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Attack of the cloneburgers

Don't expect to be eating cloneburgers anytime soon. At $13,500 per head, cloned cattle are just too expensive for the dinner table. But the great-grandchildren of clones? Those may well be on their way to the menu, and we might not even know it.

The intricacies of clone-tracking served as the first course on the menu of news conferences at the American Association for the Advancement of Science's annual meeting - a scientific feast that began today in Boston and continues through the President's Day weekend.

Clones can and should be tracked as they make their way through feedlots and food processing systems, said Patrick Cunningham, a geneticist who wears three hats. He's a researcher at Trinity College in Dublin; chief scientific adviser to the Irish government; and the co-founder and chairman of IdentiGen, a company that has developed DNA tracking methods.

IdentiGen's technology already is being used to trace meat back to its source based on DNA sampling - for example, to find out where an E. coli outbreak came from or to assure consumers that their hamburger didn't come from a genetically modified cow. Cunningham said somewhere around 70 to 75 percent of all beef in Europe was being tracked, with a "DNA eye in the sky supervising the whole thing."

The barcode for beef takes the form of 30 to 40 biomarkers, or SNPs (single nucleotide polymorphisms). All those barcodes are retained in a database that can be matched up with animal products, "right down to the hamburger," Cunningham said.

The same approach could be used to identify products from cloned cattle. "You track a clone the same way you track an individual in any population," Cunningham said.

The companies that sell cloned cattle are already working on a somewhat lower-tech registry for keeping track of their animals as they move through the supply chain, said the president of one of those companies, ViaGen's Mark Walton.

Last month, the Food and Drug Administration determined that food products from cloned cattle, pigs and goats were "as safe as food we eat every day." However, companies are still holding off from selling food from clones, primarily for marketing reasons. And Walton doubts that the clones themselves will be gobbled up for mass consumption anytime soon -basically because it costs almost 10 times as much to create a clone as it does to make a calf the old-fashioned way.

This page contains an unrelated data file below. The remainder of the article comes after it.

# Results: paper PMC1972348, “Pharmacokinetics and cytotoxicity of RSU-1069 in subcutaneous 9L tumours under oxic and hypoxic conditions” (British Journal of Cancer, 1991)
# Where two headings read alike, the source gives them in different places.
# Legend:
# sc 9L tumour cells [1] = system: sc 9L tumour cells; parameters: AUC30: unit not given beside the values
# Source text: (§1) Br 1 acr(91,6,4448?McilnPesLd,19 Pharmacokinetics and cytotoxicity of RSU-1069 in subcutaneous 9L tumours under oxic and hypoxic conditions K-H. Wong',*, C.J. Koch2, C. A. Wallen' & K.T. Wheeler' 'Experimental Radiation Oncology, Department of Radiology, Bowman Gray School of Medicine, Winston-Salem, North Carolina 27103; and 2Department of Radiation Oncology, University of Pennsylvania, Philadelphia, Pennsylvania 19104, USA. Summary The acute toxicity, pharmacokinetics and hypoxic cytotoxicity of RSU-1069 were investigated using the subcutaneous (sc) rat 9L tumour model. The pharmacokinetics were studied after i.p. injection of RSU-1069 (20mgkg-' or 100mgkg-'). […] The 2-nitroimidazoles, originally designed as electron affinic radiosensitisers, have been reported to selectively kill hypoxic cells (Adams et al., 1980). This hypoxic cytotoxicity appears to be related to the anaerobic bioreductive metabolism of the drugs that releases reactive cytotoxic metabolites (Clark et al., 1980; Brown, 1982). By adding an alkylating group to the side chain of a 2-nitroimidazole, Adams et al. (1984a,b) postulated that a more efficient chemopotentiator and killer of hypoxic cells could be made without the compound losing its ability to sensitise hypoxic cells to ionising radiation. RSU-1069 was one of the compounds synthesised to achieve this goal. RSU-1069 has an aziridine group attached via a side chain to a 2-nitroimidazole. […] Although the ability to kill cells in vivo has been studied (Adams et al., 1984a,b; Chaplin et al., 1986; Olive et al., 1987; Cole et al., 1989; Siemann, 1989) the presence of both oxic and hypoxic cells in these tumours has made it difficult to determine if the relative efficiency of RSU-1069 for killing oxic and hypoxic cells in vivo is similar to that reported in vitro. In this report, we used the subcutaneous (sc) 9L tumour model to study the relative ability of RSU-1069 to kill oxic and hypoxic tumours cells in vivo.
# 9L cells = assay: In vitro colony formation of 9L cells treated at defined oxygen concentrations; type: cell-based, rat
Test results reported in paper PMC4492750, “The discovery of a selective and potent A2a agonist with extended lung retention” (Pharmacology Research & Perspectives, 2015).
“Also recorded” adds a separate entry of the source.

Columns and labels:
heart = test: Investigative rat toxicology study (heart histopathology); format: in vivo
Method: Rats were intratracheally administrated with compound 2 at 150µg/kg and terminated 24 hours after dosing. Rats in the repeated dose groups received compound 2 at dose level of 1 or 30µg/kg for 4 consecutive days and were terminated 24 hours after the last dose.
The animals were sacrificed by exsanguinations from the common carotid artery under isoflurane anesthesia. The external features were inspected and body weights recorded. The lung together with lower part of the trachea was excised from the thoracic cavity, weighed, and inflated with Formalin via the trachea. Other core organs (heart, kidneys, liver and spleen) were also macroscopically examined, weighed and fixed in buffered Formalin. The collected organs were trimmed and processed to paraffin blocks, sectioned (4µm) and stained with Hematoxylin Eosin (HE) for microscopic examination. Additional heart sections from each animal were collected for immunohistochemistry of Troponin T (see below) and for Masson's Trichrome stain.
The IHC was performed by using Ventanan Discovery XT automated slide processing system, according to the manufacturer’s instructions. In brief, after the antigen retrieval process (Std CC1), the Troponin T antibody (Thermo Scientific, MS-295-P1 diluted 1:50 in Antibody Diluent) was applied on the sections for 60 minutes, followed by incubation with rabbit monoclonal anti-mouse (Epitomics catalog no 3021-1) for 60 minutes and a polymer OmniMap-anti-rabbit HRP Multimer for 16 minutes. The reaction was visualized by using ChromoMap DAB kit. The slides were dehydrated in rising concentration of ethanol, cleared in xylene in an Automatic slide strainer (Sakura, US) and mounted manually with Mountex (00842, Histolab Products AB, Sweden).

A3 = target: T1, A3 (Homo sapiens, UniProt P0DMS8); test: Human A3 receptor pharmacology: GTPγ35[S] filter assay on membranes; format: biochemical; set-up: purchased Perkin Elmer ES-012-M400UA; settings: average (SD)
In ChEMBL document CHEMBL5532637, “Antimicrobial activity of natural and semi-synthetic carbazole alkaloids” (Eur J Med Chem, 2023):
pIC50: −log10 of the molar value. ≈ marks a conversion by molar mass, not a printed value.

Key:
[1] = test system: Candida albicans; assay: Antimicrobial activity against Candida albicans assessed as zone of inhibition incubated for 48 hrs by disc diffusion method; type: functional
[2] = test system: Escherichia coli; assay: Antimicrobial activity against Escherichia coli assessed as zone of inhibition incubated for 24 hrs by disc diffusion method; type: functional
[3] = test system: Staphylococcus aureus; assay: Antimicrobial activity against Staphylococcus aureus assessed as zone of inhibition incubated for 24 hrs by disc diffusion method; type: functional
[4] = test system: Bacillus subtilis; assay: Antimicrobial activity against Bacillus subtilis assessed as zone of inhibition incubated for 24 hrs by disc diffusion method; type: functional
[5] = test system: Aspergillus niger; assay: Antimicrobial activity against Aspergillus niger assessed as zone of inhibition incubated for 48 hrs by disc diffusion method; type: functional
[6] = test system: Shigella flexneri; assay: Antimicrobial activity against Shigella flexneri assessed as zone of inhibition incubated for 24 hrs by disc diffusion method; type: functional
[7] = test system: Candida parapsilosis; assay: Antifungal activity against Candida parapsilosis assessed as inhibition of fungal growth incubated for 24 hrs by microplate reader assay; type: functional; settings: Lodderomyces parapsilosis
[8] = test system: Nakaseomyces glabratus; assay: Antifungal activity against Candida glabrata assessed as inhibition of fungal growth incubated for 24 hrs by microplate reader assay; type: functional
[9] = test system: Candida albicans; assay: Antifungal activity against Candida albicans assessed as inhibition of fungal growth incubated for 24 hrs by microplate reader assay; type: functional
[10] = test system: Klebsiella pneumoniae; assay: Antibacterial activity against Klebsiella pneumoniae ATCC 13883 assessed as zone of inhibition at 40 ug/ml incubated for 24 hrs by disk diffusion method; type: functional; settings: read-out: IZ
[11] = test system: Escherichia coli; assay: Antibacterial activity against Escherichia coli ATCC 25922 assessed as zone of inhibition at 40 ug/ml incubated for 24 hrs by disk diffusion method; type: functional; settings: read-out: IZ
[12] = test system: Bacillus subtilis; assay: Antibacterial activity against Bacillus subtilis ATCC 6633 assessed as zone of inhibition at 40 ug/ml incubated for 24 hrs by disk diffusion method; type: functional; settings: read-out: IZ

"If you think steak is expensive today, think about having a feedlot full of $13,500 animals," Walton joked.

Cunningham agreed. "I don't believe cloned food is realistic here in America or in Europe in our lifetime," he said.

Today, cloned animals are valued primarily as sires. Theoretically, a prize bull could be copied, so that a bevy of bulls could pass along the genetic advantages through more traditional breeding techniques. Walton said that's already happening. "I'm aware of one bull [from which] over 60,000 straws of semen have already been sold," he told me.

If people wanted to avoid consuming milk or meat from a cloned bull's offspring, could they do it? How far down the breeding line could a "no-clone zone" extend? Could IdentiGen's system detect a clone's progeny?

"Offspring of clones - yes, we can do," Cunningham told me. "It's a bit more challenging, because you only have half of the clone's genotype in the offspring, and it's mixed up with, usually, the maternal contribution. But that's feasible. I think once you move to the grandchildren and the great-grandchildren - first of all, I don't see where it would be justified, but I don't think it's feasible, either."

Doug Gurian-Sherman begs to differ. He's a senior scientist at the Union of Concerned Scientists, which is opposed to cloned food.

"It certainly can be done, with ear tags that have barcodes," he told me by telephone after today's news conference. "It's feasible to do, though it could be technically challenging."

His chief concern isn't so much the possibility that there's some nasty twist of DNA in a cloneburger - or hamburger made from the great-grandchild of a clone. Rather, he's worried that over time, the rise of the clones will reduce genetic diversity and gradually make the entire species more vulnerable to the sorts of problems that come with agricultural monocultures.

Even efforts to create disease-resistant cattle through cloning could backfire, Gurian-Sherman argued. "The more genetic uniformity you have, [the more] you're going to leave yourself open to dozens of other diseases," he said.

"The bottom line is that the most important public health issue is going to be that uniformity issue," Gurian-Sherman said.

How far do you think a no-clone zone should extend? Do you think a "clone-free" label should apply not only to the cow in question, but to the cow's family tree as well? Is that necessary, or even realistic? Check out the case for clones at, the case against clones at the Center for Food Safety - and then weigh in with your own opinion below.